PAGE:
Abortion advocates racked up major wins Tuesday after voters in the largely conservative state of Ohio voted to pass a constitutional amendment codifying abortion.
In Virginia, Republican Gov. Glenn Youngkin devised what he termed a “compromise” on abortion, a 15-week ban he believed would isolate Democrats and help Republicans win full control of the state government. That gamble failed, with Democrats retaining control of the state senate and flipping the house. Youngkin will now have to spend the next two years trying to advance his agenda with a Democrat-controlled legislature.
The results in both states show how important the issue of abortion remains, even as last year’s U.S. Supreme Court decision overturning Roe v. Wade has been in the nation’s rearview mirror for nearly a year-and-a-half. Persistent widespread support for abortion also complicates the math for Republicans who refuse to compromise on their opposition to the procedure, but still want to win elections.
“People think the farther away you get from the decision, it’ll peter out. These election results yesterday showed that that’s just not true,” said Democratic Strategist Leslie Marshall, who spoke with Timcast News. “And I don’t think it’ll be petered out —the anger, or the emotions, or the beliefs — by the general election in November [of 2024].”
In paraphrasing GOP presidential candidate and former South Carolina Gov. Nikki Haley, Marshall said that in order to win Republicans must be pro-life, but also pro-woman, noting there is “a very sensitive and delicate balance to that dance.”
Conservative TV show host Tomi Lahren warned that if Republicans don’t shift how they talk about abortion, it will spell disaster for 2024 election prospects.
“If republicans don’t get abortion messaging right or refuse to move to the center on that issue, next November will be a red wedding, not a red wave,” she wrote on social media platform X. “Shriek all you want about pro-life and that’s fine, but strict abortion ban policies will lose elections. That’s the cold hard truth.”
Ohio’s ballot initiative was written to include issues other than abortion, thereby making it more likely to gain support among voters, a Republican consultant told Timcast News.
A “yes” vote on Ohio’s Issue 1 enshrined a state constitutional right to “make and carry out one’s own reproductive decisions, including but not limited to decisions about abortion, contraception, fertility treatment, miscarriage care, and continuing pregnancy, and allow the state to restrict abortion after fetal viability.”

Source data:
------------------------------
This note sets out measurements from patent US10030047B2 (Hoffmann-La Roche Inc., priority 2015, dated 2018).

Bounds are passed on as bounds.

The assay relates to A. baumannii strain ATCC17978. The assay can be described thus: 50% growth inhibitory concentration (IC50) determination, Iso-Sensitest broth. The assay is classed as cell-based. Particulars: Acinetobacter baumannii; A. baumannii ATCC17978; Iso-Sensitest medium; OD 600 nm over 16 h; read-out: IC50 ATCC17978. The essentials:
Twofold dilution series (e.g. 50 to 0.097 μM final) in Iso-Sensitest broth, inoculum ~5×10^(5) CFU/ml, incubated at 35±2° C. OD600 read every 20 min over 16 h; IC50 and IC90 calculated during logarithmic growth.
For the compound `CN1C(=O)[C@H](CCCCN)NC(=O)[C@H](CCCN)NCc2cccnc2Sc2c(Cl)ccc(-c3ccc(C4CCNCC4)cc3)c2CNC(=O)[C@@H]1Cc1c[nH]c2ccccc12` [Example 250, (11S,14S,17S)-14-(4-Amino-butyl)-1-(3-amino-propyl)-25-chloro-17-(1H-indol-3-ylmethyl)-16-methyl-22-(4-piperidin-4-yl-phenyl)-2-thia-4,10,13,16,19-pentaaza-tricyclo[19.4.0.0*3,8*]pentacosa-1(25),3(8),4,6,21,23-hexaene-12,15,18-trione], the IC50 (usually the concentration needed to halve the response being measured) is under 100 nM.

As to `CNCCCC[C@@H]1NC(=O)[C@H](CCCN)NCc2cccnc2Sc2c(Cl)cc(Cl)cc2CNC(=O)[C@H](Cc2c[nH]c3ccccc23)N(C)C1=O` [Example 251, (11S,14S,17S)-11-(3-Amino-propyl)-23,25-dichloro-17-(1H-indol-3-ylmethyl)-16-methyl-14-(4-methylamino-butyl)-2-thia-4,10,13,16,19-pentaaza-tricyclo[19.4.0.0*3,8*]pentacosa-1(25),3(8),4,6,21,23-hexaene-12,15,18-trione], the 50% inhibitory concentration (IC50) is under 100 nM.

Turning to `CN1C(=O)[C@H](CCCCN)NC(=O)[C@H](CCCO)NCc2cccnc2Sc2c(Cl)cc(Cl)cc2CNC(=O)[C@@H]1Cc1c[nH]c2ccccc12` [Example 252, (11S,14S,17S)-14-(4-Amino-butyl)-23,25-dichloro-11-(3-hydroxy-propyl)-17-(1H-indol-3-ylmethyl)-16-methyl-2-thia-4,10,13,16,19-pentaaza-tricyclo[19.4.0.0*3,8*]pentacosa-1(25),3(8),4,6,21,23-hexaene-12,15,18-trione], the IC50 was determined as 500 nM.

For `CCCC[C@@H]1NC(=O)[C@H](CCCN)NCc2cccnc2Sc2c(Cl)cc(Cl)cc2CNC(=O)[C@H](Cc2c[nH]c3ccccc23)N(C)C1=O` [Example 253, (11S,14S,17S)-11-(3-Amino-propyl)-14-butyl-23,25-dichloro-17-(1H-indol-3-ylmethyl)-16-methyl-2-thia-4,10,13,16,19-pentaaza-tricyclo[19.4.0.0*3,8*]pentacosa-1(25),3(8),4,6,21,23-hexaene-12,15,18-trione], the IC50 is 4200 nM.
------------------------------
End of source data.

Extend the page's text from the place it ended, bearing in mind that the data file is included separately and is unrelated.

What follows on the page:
The strategy could be employed by progressive politicians and activists working to get abortion initiatives on the ballot for 2024, not only to legalize the procedure at the state level, but also to drive voter turnout.
Nationwide polling shows roughly two-thirds of Americans believe abortion should be legal in the earliest stages of pregnancy.
“Democrats, to their credit, made this their signature issue of this campaign,” J. Miles Coleman, an election analyst at the University of Virginia, told the New York Times of abortion. “It’s still a very potent energizer.”
Exit polls for Ohio show that liberals accounted for 34 percent of voters, up from just 20 percent in last year’s midterm elections, marking record-high turnout dating back to 1984. Turnout among Republicans dropped six percentage points from the 2022 midterms.
Tresa Undem, a public opinion researcher who studies abortion and supports abortion rights, told the Washington Post, “If I were an antiabortion politician, I’d be scared.”
Two states showing such strong support for abortion shows Republicans still have much work to do to contain the fallout from their multi-state push to ban the procedure in numerous states, with some even calling for federal bans.
“The GOP lied at every turn. They called their plan to ban abortion in Virginia a plan to keep abortion legal in the state and claimed it was just a ‘limit.’ Well, tonight, Virginians showed the GOP and Glenn Youngkin exactly what voters have to say about it: We don’t want abortion bans, and we don’t want leaders who do,” Mini Timmaraju, president of Reproductive Freedom for All, said in a statement quoted by U.S. News & World Report after the election.
Virginia’s results “serve as a warning sign for the GOP heading into 2024,” Marjorie Dannenfelser, president of SBA Pro-Life America, said in a statement to the publication. “While GOP candidates rallied around protecting babies from painful late-term abortions beginning at 15 weeks, they allowed Democrats to dominate the abortion narrative on the airwaves and sow confusion with voters. Last night proved this is not a formula for success for the GOP.”
Among Republicans, following the fewer-than-anticipated election wins, there was widespread finger-pointing, similar to what occurred after last year’s devastating midterm election.
The target of a considerable number of social media attacks is Republican National Committee (RNC) Chair Ronna McDaniel, who is facing renewed calls to step down as head of the party.
RNC Chair Ronna Romney McDaniel is absolutely worthless!
Did you even see or hear from her during this election cycle, or any prior ones?
Her silence was deafening to candidates! She didn’t even fund them! She has NO path forward!
This is her 4th term. WHAT HAS SHE DONE?… pic.twitter.com/deInpTItQg
— 🇺🇸ProudArmyBrat (@leslibless) November 8, 2023
— Simon Ateba (@simonateba) November 8, 2023
Ronna McDaniel will go down as the worst RNC Chair in history
— Anthony Sabatini (@AnthonySabatini) November 2, 2023